Commentary

November 19, 2015
 

10 characteristics describe servant leader

by Master Sgt. AARON MILLER
56th Aerospace Medicine Squadron

Servant leader is a phrase that was first used by Robert K. Greenleaf in 1970 in an essay he wrote titled “The Servant as Leader.”

In this essay, he described the concept as, “The servant leader is servant first. It begins with the natural feeling that one wants to serve, to serve first. Then conscious choice brings one to aspire to lead.”

The want to serve is deeply entrenched in all of us as Air Force members. We all raised our right hands and took our respective oaths to protect, defend and serve our country.

To become a servant leader, you must accept that you want to serve more than just your country, but also those you supervise and direct on a daily basis. A question one may ask is, what are the characteristics of a servant leader?

In his paper titled, “On Character and Servant Leadership: Ten Characteristics of Effective, Caring Leaders,” Larry C. Spears identified ten characteristics: listening, empathy, healing, awareness, persuasion, conceptualization, foresight, stewardship, commitment to the growth of people and building the community.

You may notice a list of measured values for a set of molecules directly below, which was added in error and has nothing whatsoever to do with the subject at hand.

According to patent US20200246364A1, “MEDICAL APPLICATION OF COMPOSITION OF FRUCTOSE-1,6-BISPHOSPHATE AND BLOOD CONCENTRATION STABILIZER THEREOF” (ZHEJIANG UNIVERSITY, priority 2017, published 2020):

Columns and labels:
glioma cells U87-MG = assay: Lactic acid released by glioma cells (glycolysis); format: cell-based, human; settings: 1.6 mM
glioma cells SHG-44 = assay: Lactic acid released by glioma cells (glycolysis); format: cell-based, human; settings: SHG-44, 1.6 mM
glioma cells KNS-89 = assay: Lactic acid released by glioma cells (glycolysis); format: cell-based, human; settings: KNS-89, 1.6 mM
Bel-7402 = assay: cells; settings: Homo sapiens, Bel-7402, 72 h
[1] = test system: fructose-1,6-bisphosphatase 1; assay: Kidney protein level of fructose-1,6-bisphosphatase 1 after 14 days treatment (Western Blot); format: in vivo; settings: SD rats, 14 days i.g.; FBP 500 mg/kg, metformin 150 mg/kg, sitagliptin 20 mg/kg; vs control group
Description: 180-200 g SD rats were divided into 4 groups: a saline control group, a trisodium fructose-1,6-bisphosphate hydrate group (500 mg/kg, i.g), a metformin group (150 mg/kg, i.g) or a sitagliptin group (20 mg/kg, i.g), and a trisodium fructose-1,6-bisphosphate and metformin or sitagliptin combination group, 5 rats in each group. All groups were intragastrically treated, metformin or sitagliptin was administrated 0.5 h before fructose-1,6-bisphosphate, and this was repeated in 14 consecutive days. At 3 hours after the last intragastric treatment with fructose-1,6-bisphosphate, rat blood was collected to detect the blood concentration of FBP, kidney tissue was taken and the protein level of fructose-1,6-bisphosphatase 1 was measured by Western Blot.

In consideration of the aforementioned characteristics of servant leadership, we as Air Force members should evaluate ourselves and ask some hard questions such as, “Do I exhibit these characteristics? Do I serve those I am responsible for to the best of my ability? Do I display these characteristics every single day? Do the people I serve know I am here to better them and not my own career?”

In accordance with Air Force Instruction 36-2618, “The Enlisted Force Structure,” the primary purpose of a senior NCO is mission accomplishment. I believe that becoming better servant leaders will enhance our mission effectiveness. By taking care of the people we also take care of the mission.

However, the concept of servant leadership is not easy for everyone to adopt. If we take a look at those ten characteristics and make a conscience effort to incorporate some of them in our leadership, we as leaders will only see positive rewards. To become a servant leader you must accept that you are at the forefront of a cultural shift from the norm, and as time passes, those who you serve will learn to serve others.




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Air Force photograph by Airman 1st Class Alexander Cook

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